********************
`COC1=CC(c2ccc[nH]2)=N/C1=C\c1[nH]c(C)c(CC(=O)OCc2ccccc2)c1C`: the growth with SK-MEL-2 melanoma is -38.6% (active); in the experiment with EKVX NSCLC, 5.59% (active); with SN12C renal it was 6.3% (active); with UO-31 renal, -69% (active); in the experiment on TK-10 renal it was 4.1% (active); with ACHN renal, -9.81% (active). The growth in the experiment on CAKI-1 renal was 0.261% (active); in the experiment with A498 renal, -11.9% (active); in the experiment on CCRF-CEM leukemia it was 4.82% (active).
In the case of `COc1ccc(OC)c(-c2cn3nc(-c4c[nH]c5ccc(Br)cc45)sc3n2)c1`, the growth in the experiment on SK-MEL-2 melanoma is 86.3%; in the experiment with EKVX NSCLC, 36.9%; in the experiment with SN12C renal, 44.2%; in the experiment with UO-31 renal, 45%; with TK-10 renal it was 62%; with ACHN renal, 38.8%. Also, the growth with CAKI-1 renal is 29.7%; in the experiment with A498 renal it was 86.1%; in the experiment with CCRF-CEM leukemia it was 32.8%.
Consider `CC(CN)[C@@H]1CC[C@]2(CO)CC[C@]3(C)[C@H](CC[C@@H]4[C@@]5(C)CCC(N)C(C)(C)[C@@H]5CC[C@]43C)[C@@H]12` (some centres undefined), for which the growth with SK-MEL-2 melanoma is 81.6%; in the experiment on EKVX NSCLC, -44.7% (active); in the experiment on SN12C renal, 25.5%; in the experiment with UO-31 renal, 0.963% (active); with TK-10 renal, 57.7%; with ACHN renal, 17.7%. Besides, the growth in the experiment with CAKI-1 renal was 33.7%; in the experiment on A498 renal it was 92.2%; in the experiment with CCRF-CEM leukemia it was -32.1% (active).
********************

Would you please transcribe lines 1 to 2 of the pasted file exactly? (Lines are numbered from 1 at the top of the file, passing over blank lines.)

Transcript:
`COC1=CC(c2ccc[nH]2)=N/C1=C\c1[nH]c(C)c(CC(=O)OCc2ccccc2)c1C`: the growth with SK-MEL-2 melanoma is -38.6% (active); in the experiment with EKVX NSCLC, 5.59% (active); with SN12C renal it was 6.3% (active); with UO-31 renal, -69% (active); in the experiment on TK-10 renal it was 4.1% (active); with ACHN renal, -9.81% (active). The growth in the experiment on CAKI-1 renal was 0.261% (active); in the experiment with A498 renal, -11.9% (active); in the experiment on CCRF-CEM leukemia it was 4.82% (active).
In the case of `COc1ccc(OC)c(-c2cn3nc(-c4c[nH]c5ccc(Br)cc45)sc3n2)c1`, the growth in the experiment on SK-MEL-2 melanoma is 86.3%; in the experiment with EKVX NSCLC, 36.9%; in the experiment with SN12C renal, 44.2%; in the experiment with UO-31 renal, 45%; with TK-10 renal it was 62%; with ACHN renal, 38.8%. Also, the growth with CAKI-1 renal is 29.7%; in the experiment with A498 renal it was 86.1%; in the experiment with CCRF-CEM leukemia it was 32.8%.